It is well-known that some ergative languages lack morphological case. If there is no case, where does their ergativity show up?
2If it is well-known, how about some examples?– john lawler in exileMar 11, 2015 at 23:48
1Do you know any ergative language that would not even mark case on pronouns?– Ivan KapitonovMar 12, 2015 at 1:13
1@IvanKapitonov Abkhaz– AtamiriMar 12, 2015 at 1:56
Abkhaz is ergative and caseless. Verbs have slots that express their arguments by prefixes. An example of an intransitive verbs is с-цоит "I go" (the prefix in the first slot signals the subject's person, gender, and number).
Then there are bipersonal intransitive verbs, such as с-у-суеит "I hit you". The first slot signals the subject and the second slot the indirect object.
Finally, there are transitive verbs. In и-∅-з-боит "I see it" what is expressed in the first slot is the direct object. The subject is expressed in the third slot.
NPs are optionally adjoined to the verb and agree with it in person, gender, and number, thus allowing for free word order.
Circassian, another Northwest Caucasian language, has the same verb structure but since it has morphological case, the verb agrees with its arguments in person, case, gender, and number.
1"bipersonal intransitive verbs"?!? Some linguistics seriously need to use more straightforward terminology.– curiousdannii ♦Mar 12, 2015 at 6:49
@curiousdannii This is how it's called (by Hewitt). It makes sense in the description of Northwest Caucasian languages.– AtamiriMar 12, 2015 at 12:46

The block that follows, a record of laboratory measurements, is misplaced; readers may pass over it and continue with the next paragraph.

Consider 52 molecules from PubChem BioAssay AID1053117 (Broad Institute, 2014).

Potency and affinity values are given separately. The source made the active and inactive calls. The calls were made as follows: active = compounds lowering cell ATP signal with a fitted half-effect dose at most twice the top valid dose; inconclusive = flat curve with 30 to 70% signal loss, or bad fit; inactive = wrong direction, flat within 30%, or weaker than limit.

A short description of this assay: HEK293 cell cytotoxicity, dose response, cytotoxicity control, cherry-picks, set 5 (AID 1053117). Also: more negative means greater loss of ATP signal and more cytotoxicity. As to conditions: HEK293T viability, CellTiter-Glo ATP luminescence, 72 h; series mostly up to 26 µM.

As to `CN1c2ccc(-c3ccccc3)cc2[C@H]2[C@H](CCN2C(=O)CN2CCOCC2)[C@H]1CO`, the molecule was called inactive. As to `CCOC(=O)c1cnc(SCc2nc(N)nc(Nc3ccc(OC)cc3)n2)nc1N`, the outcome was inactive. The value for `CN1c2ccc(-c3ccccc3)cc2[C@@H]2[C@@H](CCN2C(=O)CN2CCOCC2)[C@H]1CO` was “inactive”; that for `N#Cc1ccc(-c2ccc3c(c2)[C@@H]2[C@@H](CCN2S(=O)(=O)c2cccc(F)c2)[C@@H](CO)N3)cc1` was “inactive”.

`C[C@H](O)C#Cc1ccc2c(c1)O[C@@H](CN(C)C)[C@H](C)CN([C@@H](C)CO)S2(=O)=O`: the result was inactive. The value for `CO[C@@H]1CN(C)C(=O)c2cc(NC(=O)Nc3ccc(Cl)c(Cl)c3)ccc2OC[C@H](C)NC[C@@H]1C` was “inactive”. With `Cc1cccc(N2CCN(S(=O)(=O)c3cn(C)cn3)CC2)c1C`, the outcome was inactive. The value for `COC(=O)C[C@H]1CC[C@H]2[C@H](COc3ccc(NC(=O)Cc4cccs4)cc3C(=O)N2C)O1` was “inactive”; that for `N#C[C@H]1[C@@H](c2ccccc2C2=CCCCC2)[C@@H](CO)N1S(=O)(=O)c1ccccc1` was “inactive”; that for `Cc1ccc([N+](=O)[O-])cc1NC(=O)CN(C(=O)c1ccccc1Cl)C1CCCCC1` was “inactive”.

How do you mean "the verb agrees with its arguments in ... case"? Is it that Circassian has different series for some bound pronouns depending on that argument's case, while Abkhaz only marks it with the prefix order? Mar 14, 2015 at 9:09
@IvanKapitonov In Circassian, the verb agrees in case with the NPs (if present) which inflect for case.– AtamiriMar 14, 2015 at 13:58
Maybe an example is in order, because that just seems to me repeating what you said. Sorry, maybe I just have problems with the wording. So is it -у- vs -б- in the second person? Mar 14, 2015 at 23:10
It may show in a number of things.
First of all, in agreement: if the language has bound pronouns, they will differentiate between A vs. S&P (where A is Agent, S is the Single argument of an intransitive and P is Patient).
Another thing is the syntactic ergativity in the wide sense, i.e., any clustering of morphosyntactic characteristics for A vs. S&P. This includes restrictions on relativization, topicalization and wh-movement of the ergative, binding and control priority of the absolutive, coordinate omission (girl-1 kissed-1 boy-2 and smiled-2), and even valency changing derivations (see Letuchiy on Adyghe; it's a language with case, though).
For the work on syntactic ergativity, see Manning's dissertation, Aldridge, and Polinsky, a.o.
Also, in a fixed word order language ergativity could manifest in word order (not that I heard of such, but logically possible).
Good answer, but A S and O stand for Agent, Single, and Other.– MossAug 30, 2017 at 11:46
@Moss Thanks, fair point, I brushed that up. Aug 31, 2017 at 13:18